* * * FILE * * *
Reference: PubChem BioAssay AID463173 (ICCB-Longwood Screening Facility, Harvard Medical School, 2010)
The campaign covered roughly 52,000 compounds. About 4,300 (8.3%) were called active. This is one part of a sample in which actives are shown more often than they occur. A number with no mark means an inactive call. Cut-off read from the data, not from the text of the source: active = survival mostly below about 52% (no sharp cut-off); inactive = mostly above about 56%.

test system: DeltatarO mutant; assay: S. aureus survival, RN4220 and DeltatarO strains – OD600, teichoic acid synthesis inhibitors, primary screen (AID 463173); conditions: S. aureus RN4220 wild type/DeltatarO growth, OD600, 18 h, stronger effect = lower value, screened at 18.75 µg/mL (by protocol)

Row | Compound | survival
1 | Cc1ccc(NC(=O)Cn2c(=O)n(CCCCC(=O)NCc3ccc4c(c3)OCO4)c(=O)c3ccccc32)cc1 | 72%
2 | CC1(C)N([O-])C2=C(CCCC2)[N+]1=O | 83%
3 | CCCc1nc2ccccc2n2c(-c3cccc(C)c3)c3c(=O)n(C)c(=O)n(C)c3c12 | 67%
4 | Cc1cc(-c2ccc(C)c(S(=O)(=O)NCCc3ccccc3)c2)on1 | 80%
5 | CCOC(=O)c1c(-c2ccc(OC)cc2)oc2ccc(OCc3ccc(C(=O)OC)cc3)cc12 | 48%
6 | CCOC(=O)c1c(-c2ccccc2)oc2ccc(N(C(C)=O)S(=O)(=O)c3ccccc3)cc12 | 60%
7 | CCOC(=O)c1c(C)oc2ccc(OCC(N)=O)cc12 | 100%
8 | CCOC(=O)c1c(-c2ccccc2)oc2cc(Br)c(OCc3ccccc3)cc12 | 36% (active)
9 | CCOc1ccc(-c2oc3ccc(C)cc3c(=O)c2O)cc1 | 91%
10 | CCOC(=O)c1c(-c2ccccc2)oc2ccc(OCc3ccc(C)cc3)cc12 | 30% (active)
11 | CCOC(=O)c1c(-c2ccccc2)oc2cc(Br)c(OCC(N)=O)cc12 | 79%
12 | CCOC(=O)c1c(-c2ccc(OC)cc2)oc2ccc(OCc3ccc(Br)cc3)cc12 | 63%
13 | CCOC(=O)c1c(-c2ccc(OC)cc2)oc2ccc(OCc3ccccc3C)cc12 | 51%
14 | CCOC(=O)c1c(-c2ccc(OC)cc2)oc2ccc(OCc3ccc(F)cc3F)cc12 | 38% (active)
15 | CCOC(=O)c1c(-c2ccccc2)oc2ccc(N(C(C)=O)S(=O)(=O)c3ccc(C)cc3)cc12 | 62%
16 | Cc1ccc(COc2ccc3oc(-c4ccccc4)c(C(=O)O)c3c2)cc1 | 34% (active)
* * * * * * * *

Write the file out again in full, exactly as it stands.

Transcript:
Reference: PubChem BioAssay AID463173 (ICCB-Longwood Screening Facility, Harvard Medical School, 2010)
The campaign covered roughly 52,000 compounds. About 4,300 (8.3%) were called active. This is one part of a sample in which actives are shown more often than they occur. A number with no mark means an inactive call. Cut-off read from the data, not from the text of the source: active = survival mostly below about 52% (no sharp cut-off); inactive = mostly above about 56%.

test system: DeltatarO mutant; assay: S. aureus survival, RN4220 and DeltatarO strains – OD600, teichoic acid synthesis inhibitors, primary screen (AID 463173); conditions: S. aureus RN4220 wild type/DeltatarO growth, OD600, 18 h, stronger effect = lower value, screened at 18.75 µg/mL (by protocol)

Row | Compound | survival
1 | Cc1ccc(NC(=O)Cn2c(=O)n(CCCCC(=O)NCc3ccc4c(c3)OCO4)c(=O)c3ccccc32)cc1 | 72%
2 | CC1(C)N([O-])C2=C(CCCC2)[N+]1=O | 83%
3 | CCCc1nc2ccccc2n2c(-c3cccc(C)c3)c3c(=O)n(C)c(=O)n(C)c3c12 | 67%
4 | Cc1cc(-c2ccc(C)c(S(=O)(=O)NCCc3ccccc3)c2)on1 | 80%
5 | CCOC(=O)c1c(-c2ccc(OC)cc2)oc2ccc(OCc3ccc(C(=O)OC)cc3)cc12 | 48%
6 | CCOC(=O)c1c(-c2ccccc2)oc2ccc(N(C(C)=O)S(=O)(=O)c3ccccc3)cc12 | 60%
7 | CCOC(=O)c1c(C)oc2ccc(OCC(N)=O)cc12 | 100%
8 | CCOC(=O)c1c(-c2ccccc2)oc2cc(Br)c(OCc3ccccc3)cc12 | 36% (active)
9 | CCOc1ccc(-c2oc3ccc(C)cc3c(=O)c2O)cc1 | 91%
10 | CCOC(=O)c1c(-c2ccccc2)oc2ccc(OCc3ccc(C)cc3)cc12 | 30% (active)
11 | CCOC(=O)c1c(-c2ccccc2)oc2cc(Br)c(OCC(N)=O)cc12 | 79%
12 | CCOC(=O)c1c(-c2ccc(OC)cc2)oc2ccc(OCc3ccc(Br)cc3)cc12 | 63%
13 | CCOC(=O)c1c(-c2ccc(OC)cc2)oc2ccc(OCc3ccccc3C)cc12 | 51%
14 | CCOC(=O)c1c(-c2ccc(OC)cc2)oc2ccc(OCc3ccc(F)cc3F)cc12 | 38% (active)
15 | CCOC(=O)c1c(-c2ccccc2)oc2ccc(N(C(C)=O)S(=O)(=O)c3ccc(C)cc3)cc12 | 62%
16 | Cc1ccc(COc2ccc3oc(-c4ccccc4)c(C(=O)O)c3c2)cc1 | 34% (active)